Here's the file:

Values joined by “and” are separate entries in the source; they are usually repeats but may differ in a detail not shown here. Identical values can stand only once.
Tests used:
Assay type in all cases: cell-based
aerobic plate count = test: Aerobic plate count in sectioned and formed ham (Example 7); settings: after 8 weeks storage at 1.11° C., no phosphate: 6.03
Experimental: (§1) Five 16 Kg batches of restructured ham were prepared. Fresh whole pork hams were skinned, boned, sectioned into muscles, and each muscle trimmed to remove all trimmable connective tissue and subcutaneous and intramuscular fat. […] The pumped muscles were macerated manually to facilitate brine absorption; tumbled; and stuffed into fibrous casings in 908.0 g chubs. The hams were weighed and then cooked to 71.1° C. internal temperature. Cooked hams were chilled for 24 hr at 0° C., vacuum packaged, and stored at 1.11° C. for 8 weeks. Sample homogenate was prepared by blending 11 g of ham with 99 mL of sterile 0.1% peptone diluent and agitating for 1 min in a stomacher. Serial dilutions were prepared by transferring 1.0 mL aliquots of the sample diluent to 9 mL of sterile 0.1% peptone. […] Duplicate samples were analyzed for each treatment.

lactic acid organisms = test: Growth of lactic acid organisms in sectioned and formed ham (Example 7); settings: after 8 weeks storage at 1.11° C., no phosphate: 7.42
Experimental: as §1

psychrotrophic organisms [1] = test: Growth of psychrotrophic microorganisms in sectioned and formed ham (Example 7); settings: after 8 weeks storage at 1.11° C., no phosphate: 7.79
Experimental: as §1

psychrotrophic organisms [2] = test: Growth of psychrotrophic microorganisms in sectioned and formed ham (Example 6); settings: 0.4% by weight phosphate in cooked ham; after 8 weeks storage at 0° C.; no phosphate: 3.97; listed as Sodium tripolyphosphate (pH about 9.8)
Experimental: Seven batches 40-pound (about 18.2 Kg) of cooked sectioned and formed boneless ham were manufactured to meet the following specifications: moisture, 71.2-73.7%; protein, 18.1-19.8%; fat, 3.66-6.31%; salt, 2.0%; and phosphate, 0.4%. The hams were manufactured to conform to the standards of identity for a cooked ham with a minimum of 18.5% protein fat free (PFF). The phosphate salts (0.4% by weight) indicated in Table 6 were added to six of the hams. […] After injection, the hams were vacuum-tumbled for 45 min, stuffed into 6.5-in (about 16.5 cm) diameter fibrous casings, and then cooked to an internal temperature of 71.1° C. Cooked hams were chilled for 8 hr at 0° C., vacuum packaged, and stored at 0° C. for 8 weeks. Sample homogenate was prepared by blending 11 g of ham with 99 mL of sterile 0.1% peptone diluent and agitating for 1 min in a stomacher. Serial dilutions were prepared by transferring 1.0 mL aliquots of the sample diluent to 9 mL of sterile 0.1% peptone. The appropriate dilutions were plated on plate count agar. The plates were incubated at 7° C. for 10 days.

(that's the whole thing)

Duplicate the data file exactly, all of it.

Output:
Values joined by “and” are separate entries in the source; they are usually repeats but may differ in a detail not shown here. Identical values can stand only once.
Tests used:
Assay type in all cases: cell-based
aerobic plate count = test: Aerobic plate count in sectioned and formed ham (Example 7); settings: after 8 weeks storage at 1.11° C., no phosphate: 6.03
Experimental: (§1) Five 16 Kg batches of restructured ham were prepared. Fresh whole pork hams were skinned, boned, sectioned into muscles, and each muscle trimmed to remove all trimmable connective tissue and subcutaneous and intramuscular fat. […] The pumped muscles were macerated manually to facilitate brine absorption; tumbled; and stuffed into fibrous casings in 908.0 g chubs. The hams were weighed and then cooked to 71.1° C. internal temperature. Cooked hams were chilled for 24 hr at 0° C., vacuum packaged, and stored at 1.11° C. for 8 weeks. Sample homogenate was prepared by blending 11 g of ham with 99 mL of sterile 0.1% peptone diluent and agitating for 1 min in a stomacher. Serial dilutions were prepared by transferring 1.0 mL aliquots of the sample diluent to 9 mL of sterile 0.1% peptone. […] Duplicate samples were analyzed for each treatment.

lactic acid organisms = test: Growth of lactic acid organisms in sectioned and formed ham (Example 7); settings: after 8 weeks storage at 1.11° C., no phosphate: 7.42
Experimental: as §1

psychrotrophic organisms [1] = test: Growth of psychrotrophic microorganisms in sectioned and formed ham (Example 7); settings: after 8 weeks storage at 1.11° C., no phosphate: 7.79
Experimental: as §1

psychrotrophic organisms [2] = test: Growth of psychrotrophic microorganisms in sectioned and formed ham (Example 6); settings: 0.4% by weight phosphate in cooked ham; after 8 weeks storage at 0° C.; no phosphate: 3.97; listed as Sodium tripolyphosphate (pH about 9.8)
Experimental: Seven batches 40-pound (about 18.2 Kg) of cooked sectioned and formed boneless ham were manufactured to meet the following specifications: moisture, 71.2-73.7%; protein, 18.1-19.8%; fat, 3.66-6.31%; salt, 2.0%; and phosphate, 0.4%. The hams were manufactured to conform to the standards of identity for a cooked ham with a minimum of 18.5% protein fat free (PFF). The phosphate salts (0.4% by weight) indicated in Table 6 were added to six of the hams. […] After injection, the hams were vacuum-tumbled for 45 min, stuffed into 6.5-in (about 16.5 cm) diameter fibrous casings, and then cooked to an internal temperature of 71.1° C. Cooked hams were chilled for 8 hr at 0° C., vacuum packaged, and stored at 0° C. for 8 weeks. Sample homogenate was prepared by blending 11 g of ham with 99 mL of sterile 0.1% peptone diluent and agitating for 1 min in a stomacher. Serial dilutions were prepared by transferring 1.0 mL aliquots of the sample diluent to 9 mL of sterile 0.1% peptone. The appropriate dilutions were plated on plate count agar. The plates were incubated at 7° C. for 10 days.